About 32% of workers do not report the discrimination they experience because they aren’t sure that it is a big deal. This is unfortunate because no one should experience any level of discrimination. Our team of experienced discrimination lawyers at Goodin Abernathy understand that workplace discrimination comes in many forms. These are some of the things that can happen to you if you’re being discriminated against.
1. Lack of Employee Diversity
One easily recognizable sign that discrimination might be taking place is a noticeable lack of diversity within the company. If everyone on the team is the same race, gender, age range, ethnicity, religion, and socio-economic class, then there is a lack of diversity. This can result in groupthink and a lack of acceptance of anyone who does not fit the mold. However, the discrimination taking place can be subtle. It could be intentional or unintentional.
2. Payscale Inequality
You have probably had an employer prohibit employees from talking about their salaries. However, you have a federally protected right to speak about the details of your salary with your coworkers. One reason employers attempt to prevent this type of discussion is that it can easily reveal discrimination. For example, if employees in the same position with the same experience and work quality have vastly different salaries, this could be a sign of discrimination. Speaking with a knowledgeable discrimination lawyer can help you identify discrimination through pay inequality.
3. Promotions Not Based on Merit
Promotions, pay raises, and layoffs should be done based on merit and work product quality. Employers should consider an employee’s performance in their role, not their gender, age, race, or religion. Look for a pattern in the decision-making of promotions, raises, and layoffs. This could be that only certain gender or race employees get promoted. Or employees of a particular age or religion are the only ones that get laid off. Another more subtle sign of this type of behavior is a manager that doesn’t do performance reviews or ask for input from other employees and managers.
4. Exclusion From Informal Networking
In every industry, a certain amount of socialization and networking takes place. This informal networking helps employees stay informed, progress in their careers, and develop social capital. When people with a specific category are excluded from informal socialization, it could be a sign of discrimination. This type of discrimination can be difficult to prove. Speaking with an experienced employment lawyer can help you determine if discrimination occurred and how to establish evidentiary proof if it did.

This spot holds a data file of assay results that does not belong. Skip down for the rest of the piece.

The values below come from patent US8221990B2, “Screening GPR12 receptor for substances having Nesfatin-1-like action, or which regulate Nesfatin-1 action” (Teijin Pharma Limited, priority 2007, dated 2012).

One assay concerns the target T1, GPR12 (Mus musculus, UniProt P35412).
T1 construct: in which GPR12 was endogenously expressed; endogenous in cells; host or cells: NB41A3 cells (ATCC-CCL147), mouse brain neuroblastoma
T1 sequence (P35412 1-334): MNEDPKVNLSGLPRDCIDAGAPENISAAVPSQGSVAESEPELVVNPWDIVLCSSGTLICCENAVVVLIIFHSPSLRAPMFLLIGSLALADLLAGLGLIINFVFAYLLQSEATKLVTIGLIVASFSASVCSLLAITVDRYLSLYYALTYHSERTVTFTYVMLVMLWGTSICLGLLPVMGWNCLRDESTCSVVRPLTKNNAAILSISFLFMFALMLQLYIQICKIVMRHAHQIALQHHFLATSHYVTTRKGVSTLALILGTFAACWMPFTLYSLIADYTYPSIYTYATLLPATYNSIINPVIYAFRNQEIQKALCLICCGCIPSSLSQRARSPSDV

5. Personal Criticizing or Micromanagement
Some managers have a critical nature or a micromanagement leadership style. This is not automatically discrimination if they treat everyone this way. However, if they target a single person with overly critical communication or aggressive micromanagement, this could be discrimination. Signs of this could be a refusal to acknowledge a job well done, excessive criticism, or speaking in a derogatory tone.
6. History of Employee Lawsuits
Often, an employee feels alone in their discrimination experience. However, this isn’t always the truth of the situation. Speaking with an experienced workplace discrimination lawyer can give you insight into your company’s history with discrimination. For example, you may find that the company has a history of lawsuits and EEOC complaints. This can be a sign that discrimination is widespread throughout the company and makes it likely that the treatment you are experiencing is discrimination.
7. Unfair Disciplinary Action
Some discrimination provides certain employees more benefits than others. However, discrimination can also mean that some employees experience more negative treatment than others. If there are unfair disciplinary actions, this could be a sign of discrimination. A company should have a manual that outlines expected behavior and the consequences when not adhered to. The company then needs to follow these policies when disciplining employees. Discrimination happens when there is no employee manual, or the manual is ignored. Managers could give unjust criticism, harsher punishments, or more aggressive termination practices. Sometimes managers do these unintentionally. Others use these practices intentionally to build a case for the termination of the discriminated employee.
8. Duty Assignment Based on Gender
A subtle sign of discrimination is workplace roles assigned based on gender. This happens when people allow themselves to fall into the rut of traditionally gendered roles. Discrimination of this type can be more subtle. For example, the company could have a diverse employee profile. However, the women are the ones responsible for the management of the break room and secretarial roles. While the men in the same position are not expected to do these things or are more quickly promoted to a managerial or executive role.
How Your Employer Accountable
No one should have to experience or accept discriminatory treatment while at work. However, if you notice these actions or treatment at your place of employment, then your employer may be discriminating. Whether intentional or not, the experienced lawyers at Goodin Abernathy can help you hold your employer accountable for their actions.
Contact our team of caring lawyers to talk about your work experience and possible discrimination lawsuit.